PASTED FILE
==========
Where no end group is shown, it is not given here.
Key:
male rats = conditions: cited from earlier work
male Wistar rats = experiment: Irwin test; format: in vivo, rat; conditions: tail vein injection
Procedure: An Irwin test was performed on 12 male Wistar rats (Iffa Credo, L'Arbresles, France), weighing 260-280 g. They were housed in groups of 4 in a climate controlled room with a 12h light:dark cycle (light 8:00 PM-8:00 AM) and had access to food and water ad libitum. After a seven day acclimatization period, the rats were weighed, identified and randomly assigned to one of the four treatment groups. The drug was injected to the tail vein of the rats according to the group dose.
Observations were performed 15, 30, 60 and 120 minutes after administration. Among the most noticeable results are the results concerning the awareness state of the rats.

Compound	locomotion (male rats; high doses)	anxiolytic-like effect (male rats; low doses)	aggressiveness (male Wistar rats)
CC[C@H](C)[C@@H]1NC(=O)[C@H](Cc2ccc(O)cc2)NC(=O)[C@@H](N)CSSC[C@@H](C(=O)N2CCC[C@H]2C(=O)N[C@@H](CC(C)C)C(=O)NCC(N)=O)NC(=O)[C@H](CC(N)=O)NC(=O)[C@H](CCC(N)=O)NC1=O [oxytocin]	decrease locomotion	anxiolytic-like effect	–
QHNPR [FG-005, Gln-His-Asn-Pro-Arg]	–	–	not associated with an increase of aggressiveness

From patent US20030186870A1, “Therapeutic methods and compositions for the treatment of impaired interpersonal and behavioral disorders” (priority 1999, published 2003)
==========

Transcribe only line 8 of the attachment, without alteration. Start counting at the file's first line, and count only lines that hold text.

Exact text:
CC[C@H](C)[C@@H]1NC(=O)[C@H](Cc2ccc(O)cc2)NC(=O)[C@@H](N)CSSC[C@@H](C(=O)N2CCC[C@H]2C(=O)N[C@@H](CC(C)C)C(=O)NCC(N)=O)NC(=O)[C@H](CC(N)=O)NC(=O)[C@H](CCC(N)=O)NC1=O [oxytocin]	decrease locomotion	anxiolytic-like effect	–